Games Review: There are no Fighting Dreamers in Naruto to Boruto: Shinobi Strikers (PS4, 2018)

Naruto to Boruto: Shinobi Strikers feels like a massively missed opportunity for a fun and robust multiplayer Naruto game. Building off the success of the Ninja Storm series, Shinobi Strikers is a weak follow up that rarely capitalises on the unique appeal of the Naruto franchise.

Essentially, Shinobi Strikers is a multiplayer fighting game that contains a variety of modes and battles to explore. The action takes place in two key arenas – the VR Ninjutsu Arena, which allows players to tackle solo or group missions, and the Ninja World League, where competitive fights take place.

Missions available include a variety of mini story-based missions, some of which are based on classic Naruto history. Kakashi’s bell-stealing mission features, as does a fight with giant frog Gamabunta, as well as the Destruction of the Leaf story arc. Missions require you to complete a variety of actions including defeating waves of enemies, defending the Leaf Village’s town gates and collecting items.

The Ninja World League is another key feature of the game, matching players up in 4 v 4 battles in a variety of modes including base battle, flag battle, combat battle and barrier battle. Base battle is the best of the lot, allowing players to face off against each other to claim and defend their team bases. Flag battle is another highlight, as it operates much like traditional capture the flag. These melees are heavily inspired by classic tournament gameplay, and can be great fun with a solid team.

Combat is vastly different from past Naruto titles, with a steep initial learning curve. It relies heavily on blocking, dodging and substitutions as players can be knocked out in battle easily. Pairing solid defence with powerful jutsus, well-timed attacks and a hefty amount of strategy will ensure the best approach, but even your best-laid plans will often be thwarted by crafty enemies and overpowered ultimate jutsus.

Shinobi Strikers relies on online player, and yet matchmaking can be extremely painful – most missions require between 4-8 players but even that becomes a difficult task requiring you to wait up to 5 minutes on some occasions. I also frequently encountered network errors within the game despite having an active and stable wireless Internet connection.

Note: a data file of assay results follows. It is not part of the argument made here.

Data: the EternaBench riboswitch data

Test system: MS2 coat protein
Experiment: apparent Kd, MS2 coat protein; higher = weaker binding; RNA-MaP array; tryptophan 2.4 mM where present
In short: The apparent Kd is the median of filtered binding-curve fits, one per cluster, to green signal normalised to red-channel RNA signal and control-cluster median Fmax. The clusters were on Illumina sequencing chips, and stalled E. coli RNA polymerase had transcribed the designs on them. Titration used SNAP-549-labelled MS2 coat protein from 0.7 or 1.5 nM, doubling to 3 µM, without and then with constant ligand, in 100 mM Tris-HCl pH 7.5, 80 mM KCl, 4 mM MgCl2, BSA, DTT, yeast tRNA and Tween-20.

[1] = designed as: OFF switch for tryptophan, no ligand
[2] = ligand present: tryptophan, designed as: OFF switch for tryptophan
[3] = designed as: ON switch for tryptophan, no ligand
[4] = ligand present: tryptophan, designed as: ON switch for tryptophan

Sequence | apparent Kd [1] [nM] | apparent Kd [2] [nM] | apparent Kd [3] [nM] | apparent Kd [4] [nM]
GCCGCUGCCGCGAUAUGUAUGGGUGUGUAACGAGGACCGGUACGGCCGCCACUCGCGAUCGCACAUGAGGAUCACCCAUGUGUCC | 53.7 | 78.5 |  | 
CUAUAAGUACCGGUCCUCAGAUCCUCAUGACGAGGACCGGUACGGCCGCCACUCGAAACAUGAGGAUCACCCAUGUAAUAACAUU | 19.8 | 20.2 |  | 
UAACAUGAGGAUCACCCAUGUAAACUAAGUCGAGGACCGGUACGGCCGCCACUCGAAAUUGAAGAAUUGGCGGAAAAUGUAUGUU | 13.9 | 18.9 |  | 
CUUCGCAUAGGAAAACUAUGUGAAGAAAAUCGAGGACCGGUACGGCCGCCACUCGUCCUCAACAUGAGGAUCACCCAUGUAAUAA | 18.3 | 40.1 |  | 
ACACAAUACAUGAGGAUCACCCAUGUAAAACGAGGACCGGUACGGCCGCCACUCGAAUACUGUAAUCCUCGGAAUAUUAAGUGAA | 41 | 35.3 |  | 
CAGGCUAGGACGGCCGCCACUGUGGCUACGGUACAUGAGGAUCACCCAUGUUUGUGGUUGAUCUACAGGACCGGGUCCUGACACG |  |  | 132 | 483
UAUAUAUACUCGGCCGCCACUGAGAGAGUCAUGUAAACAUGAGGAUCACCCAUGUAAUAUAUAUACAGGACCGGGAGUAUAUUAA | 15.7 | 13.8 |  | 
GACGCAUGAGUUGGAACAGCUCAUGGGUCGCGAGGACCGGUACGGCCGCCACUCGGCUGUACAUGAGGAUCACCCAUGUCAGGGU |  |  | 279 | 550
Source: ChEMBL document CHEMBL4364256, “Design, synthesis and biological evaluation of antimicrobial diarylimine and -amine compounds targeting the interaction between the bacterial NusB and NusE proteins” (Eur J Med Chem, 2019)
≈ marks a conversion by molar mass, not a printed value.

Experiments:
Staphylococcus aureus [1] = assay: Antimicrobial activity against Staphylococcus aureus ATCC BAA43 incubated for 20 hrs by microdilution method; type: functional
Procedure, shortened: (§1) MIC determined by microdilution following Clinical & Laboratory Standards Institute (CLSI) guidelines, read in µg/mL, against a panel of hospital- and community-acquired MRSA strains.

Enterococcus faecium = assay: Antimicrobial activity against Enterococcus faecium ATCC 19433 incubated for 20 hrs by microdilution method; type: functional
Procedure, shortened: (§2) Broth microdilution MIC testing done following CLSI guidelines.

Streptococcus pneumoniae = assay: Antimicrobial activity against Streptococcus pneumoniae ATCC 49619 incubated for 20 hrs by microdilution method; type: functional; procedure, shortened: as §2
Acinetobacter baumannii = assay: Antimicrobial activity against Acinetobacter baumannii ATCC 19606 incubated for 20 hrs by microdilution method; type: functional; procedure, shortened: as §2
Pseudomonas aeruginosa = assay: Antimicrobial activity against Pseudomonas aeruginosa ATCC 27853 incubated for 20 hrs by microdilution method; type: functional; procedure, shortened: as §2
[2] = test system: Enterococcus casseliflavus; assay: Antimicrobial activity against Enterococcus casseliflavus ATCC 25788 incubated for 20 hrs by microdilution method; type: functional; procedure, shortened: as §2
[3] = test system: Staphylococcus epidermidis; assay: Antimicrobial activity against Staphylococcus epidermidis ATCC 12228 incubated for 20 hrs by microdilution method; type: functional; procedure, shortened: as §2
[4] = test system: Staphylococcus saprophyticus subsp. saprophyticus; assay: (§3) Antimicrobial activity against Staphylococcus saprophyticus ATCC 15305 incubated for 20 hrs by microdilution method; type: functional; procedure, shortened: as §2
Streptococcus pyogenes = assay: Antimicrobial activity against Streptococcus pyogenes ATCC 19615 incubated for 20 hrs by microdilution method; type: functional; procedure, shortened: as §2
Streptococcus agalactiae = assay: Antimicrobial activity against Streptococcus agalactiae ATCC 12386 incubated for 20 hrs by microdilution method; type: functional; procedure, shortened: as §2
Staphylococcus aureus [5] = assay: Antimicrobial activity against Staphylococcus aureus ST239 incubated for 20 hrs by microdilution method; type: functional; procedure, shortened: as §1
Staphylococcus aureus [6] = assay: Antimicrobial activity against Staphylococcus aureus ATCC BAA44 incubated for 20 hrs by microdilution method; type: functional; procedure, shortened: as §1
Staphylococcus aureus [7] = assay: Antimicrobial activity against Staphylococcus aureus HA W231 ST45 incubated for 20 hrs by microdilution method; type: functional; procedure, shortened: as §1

Successfully completing missions and battles will earn players a variety of rare scrolls, which can unlock cosmetic items and weaponry for player customisation. These scrolls work largely like loot boxes, although it should be made clear that they can only be earned through gameplay. Collecting more cosmetic items will allow players to create their own Naruto character, and in my case, allowed me to live out all of my early 2000s fantasies.

In addition to new cosmetic items, players can also obtain brand new jutsus and special attacks by pairing up with a VR master and levelling up their bond. This level grows in parallel with overall player levels, although differences in level appear to do very little in battle against other players. Players at level 63 will do the same amount of damage as players at level 15, and while it does make for an equal playing field it makes levelling up feel very unrewarding.

Naruto to Boruto: Shinobi Strikers isn’t without merit. The gameplay is fun and lively, and is bolstered by its balanced levelling system and healthy competition. The cel shaded graphics pop on screen, and the ability to create your own custom character is a genuine delight. While it doesn’t feel complete just yet, there’s plenty of opportunity to build on Shinobi Strikers’ intriguing foundations in future.



Highlights: Great customisation options; some fun gameplay modes
Lowlights: Lack of content; matchmaking issues; repetitive gameplay
Developer: Soleil
Publisher: Bandai Namco Entertainment
Release Date: Out Now
Platforms: PlayStation 4, Xbox One, Windows PC

Reviewed on PlayStation 4 Pro with a retail code provided by the publisher.

Tags: , , , , ,